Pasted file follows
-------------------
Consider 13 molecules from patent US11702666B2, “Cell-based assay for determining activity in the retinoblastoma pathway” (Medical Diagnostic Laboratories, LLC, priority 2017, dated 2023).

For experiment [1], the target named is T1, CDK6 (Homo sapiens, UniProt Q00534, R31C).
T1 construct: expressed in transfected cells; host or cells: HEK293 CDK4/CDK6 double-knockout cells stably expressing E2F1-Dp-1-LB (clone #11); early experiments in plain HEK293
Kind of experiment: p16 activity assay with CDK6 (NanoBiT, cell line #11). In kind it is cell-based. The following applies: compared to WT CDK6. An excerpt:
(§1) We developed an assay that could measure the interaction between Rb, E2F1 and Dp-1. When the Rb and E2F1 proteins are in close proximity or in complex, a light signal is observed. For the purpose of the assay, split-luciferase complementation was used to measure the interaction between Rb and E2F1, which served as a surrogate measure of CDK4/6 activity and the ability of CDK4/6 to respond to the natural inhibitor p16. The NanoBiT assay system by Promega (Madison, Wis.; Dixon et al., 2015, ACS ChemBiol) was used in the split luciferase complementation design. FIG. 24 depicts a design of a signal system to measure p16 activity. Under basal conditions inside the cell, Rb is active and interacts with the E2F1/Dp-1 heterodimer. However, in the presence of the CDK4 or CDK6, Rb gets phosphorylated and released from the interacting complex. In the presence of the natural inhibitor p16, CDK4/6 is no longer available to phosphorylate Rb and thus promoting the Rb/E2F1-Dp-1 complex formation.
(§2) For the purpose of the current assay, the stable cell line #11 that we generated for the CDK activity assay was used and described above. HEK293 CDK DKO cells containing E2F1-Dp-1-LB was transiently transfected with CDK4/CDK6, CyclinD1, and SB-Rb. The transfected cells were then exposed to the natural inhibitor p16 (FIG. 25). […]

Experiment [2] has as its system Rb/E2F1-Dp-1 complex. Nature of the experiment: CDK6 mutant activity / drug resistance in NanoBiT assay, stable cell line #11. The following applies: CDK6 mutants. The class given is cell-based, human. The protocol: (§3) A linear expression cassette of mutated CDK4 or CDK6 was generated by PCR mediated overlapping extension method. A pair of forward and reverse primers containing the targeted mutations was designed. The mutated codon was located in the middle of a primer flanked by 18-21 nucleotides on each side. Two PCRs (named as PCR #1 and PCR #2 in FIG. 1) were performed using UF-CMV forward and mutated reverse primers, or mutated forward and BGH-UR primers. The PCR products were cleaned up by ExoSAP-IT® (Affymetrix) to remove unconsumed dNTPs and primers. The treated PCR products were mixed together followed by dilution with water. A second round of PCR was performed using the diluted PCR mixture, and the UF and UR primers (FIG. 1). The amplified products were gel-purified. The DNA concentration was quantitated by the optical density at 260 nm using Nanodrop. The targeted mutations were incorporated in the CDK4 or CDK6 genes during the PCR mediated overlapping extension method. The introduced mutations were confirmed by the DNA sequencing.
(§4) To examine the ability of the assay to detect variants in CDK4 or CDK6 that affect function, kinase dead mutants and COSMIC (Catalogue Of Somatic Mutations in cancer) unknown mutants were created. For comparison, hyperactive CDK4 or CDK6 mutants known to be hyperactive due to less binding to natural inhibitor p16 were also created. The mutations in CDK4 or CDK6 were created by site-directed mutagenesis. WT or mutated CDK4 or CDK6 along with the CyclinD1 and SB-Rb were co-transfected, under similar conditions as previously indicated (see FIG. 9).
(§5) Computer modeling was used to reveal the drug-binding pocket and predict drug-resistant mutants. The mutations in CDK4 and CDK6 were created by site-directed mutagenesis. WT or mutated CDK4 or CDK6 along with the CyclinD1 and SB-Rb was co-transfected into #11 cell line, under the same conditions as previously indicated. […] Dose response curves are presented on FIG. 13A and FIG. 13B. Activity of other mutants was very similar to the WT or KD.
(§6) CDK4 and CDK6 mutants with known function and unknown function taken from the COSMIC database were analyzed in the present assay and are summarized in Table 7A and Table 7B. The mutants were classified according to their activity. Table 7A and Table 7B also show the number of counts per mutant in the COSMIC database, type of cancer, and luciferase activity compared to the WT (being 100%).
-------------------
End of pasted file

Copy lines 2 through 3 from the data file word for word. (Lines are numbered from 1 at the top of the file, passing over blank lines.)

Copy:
For experiment [1], the target named is T1, CDK6 (Homo sapiens, UniProt Q00534, R31C).
T1 construct: expressed in transfected cells; host or cells: HEK293 CDK4/CDK6 double-knockout cells stably expressing E2F1-Dp-1-LB (clone #11); early experiments in plain HEK293